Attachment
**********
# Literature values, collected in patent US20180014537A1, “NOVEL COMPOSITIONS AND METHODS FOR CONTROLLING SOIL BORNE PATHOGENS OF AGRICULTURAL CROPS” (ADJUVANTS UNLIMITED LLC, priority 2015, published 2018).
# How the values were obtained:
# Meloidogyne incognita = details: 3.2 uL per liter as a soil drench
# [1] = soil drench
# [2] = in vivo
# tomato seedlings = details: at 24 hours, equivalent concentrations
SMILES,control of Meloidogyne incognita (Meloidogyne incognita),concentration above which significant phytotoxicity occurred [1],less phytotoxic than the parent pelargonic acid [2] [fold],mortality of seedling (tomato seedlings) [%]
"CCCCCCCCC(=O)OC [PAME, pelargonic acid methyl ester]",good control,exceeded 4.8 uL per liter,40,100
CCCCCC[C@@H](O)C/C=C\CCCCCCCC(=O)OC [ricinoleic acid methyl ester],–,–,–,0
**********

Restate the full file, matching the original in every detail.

# Literature values, collected in patent US20180014537A1, “NOVEL COMPOSITIONS AND METHODS FOR CONTROLLING SOIL BORNE PATHOGENS OF AGRICULTURAL CROPS” (ADJUVANTS UNLIMITED LLC, priority 2015, published 2018).
# How the values were obtained:
# Meloidogyne incognita = details: 3.2 uL per liter as a soil drench
# [1] = soil drench
# [2] = in vivo
# tomato seedlings = details: at 24 hours, equivalent concentrations
SMILES,control of Meloidogyne incognita (Meloidogyne incognita),concentration above which significant phytotoxicity occurred [1],less phytotoxic than the parent pelargonic acid [2] [fold],mortality of seedling (tomato seedlings) [%]
"CCCCCCCCC(=O)OC [PAME, pelargonic acid methyl ester]",good control,exceeded 4.8 uL per liter,40,100
CCCCCC[C@@H](O)C/C=C\CCCCCCCC(=O)OC [ricinoleic acid methyl ester],–,–,–,0